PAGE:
I think the hardest part of putting together a collection of drawings or songs or anything for that matter is...well, the 'putting together' part and I believe it's even more difficult when you're bringing together images that were created separately and for the most part have very little connection with one another, stylistically speaking or otherwise, unless you're compiling a retrospective volume on somebody's work over a period of time, themed 'artbooks' such as 'Pistolas' can benefit from a common style of drawing and sense of unity.
After agonizing over things like which images will make the 'cut', the format, the title, the page count, the materials, printing methods and effects, etc., etc. I then reconciled all of my choices with the economic factors such as cost of printing, retail price, wholesale price (if applicable)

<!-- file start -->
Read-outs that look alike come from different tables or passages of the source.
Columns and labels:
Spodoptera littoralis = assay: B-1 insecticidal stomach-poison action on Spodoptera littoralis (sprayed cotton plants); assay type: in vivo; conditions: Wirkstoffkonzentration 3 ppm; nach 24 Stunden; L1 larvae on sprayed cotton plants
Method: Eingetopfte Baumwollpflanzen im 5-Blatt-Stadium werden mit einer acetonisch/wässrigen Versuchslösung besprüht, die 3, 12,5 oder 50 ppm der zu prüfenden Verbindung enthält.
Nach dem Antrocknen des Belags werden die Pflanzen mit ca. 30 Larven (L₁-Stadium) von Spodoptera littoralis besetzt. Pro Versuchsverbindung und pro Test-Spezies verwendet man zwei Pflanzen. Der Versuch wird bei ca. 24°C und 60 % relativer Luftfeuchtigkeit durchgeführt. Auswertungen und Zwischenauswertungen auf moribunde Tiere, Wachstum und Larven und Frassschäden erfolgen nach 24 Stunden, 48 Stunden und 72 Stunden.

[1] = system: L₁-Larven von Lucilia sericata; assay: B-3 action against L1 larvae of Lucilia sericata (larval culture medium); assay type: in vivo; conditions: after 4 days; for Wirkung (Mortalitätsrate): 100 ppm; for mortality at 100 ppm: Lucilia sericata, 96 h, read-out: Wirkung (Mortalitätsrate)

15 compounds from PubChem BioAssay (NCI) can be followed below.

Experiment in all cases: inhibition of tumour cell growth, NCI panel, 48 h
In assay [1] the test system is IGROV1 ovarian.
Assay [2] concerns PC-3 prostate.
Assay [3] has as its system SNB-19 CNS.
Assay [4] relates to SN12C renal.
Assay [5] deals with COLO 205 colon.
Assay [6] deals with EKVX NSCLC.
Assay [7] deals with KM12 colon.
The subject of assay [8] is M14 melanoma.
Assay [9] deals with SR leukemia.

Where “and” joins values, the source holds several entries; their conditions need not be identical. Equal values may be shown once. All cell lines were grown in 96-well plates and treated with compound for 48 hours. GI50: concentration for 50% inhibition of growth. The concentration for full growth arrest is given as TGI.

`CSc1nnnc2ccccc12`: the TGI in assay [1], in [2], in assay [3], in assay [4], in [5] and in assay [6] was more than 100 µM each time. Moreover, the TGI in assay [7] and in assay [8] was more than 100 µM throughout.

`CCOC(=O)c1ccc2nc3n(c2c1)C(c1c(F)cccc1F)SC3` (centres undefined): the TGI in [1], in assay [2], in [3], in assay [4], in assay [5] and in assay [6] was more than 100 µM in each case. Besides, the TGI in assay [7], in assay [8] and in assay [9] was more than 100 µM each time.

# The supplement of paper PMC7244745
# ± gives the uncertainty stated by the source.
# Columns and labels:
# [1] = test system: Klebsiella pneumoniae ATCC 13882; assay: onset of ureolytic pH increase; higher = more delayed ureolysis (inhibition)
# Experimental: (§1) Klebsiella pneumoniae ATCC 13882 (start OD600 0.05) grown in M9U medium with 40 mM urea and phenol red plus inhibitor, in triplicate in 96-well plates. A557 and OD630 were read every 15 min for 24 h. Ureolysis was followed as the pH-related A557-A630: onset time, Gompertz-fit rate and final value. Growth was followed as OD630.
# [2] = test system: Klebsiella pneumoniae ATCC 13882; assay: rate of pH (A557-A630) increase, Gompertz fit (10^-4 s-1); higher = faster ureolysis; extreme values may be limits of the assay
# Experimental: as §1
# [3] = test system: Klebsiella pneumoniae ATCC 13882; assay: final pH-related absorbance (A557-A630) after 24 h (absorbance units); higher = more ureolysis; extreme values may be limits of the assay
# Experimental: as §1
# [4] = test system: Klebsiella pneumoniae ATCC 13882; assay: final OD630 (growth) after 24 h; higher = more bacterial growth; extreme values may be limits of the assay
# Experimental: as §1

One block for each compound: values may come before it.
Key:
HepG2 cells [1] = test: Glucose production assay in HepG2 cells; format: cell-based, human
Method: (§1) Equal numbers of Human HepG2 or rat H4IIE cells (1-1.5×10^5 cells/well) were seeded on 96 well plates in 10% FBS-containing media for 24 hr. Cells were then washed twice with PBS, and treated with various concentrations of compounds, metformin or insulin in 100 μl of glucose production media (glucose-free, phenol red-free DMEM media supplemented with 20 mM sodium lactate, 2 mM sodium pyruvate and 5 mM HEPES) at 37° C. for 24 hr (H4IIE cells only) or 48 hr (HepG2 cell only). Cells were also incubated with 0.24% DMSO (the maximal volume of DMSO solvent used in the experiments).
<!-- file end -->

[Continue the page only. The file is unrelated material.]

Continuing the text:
Potential page breakdowns and possible formats & layouts.
I've decided (after much debate with myself and looking realistically at my possibilities -read time/money limitations-) to go ahead and make this a limited edition artbook. The economics of supply-and-demand rule the printing industry, the more books you print, the less expensive they become, so I was well-aware that this would basically cost me an arm and a leg for 500 units, using the best materials and labor possible.
With most of my preliminary work done I was ready to strike a deal with an overseas printer for 10 different titles, but that was before we got hit with family emergencies which threw things for a spin to say the least, in fact I wasn't too sure that I would be able to have another book ready for the San Diego show, but at this point is where I met Nicole Hankel from ABLE PRINTING in Calgary, Canada.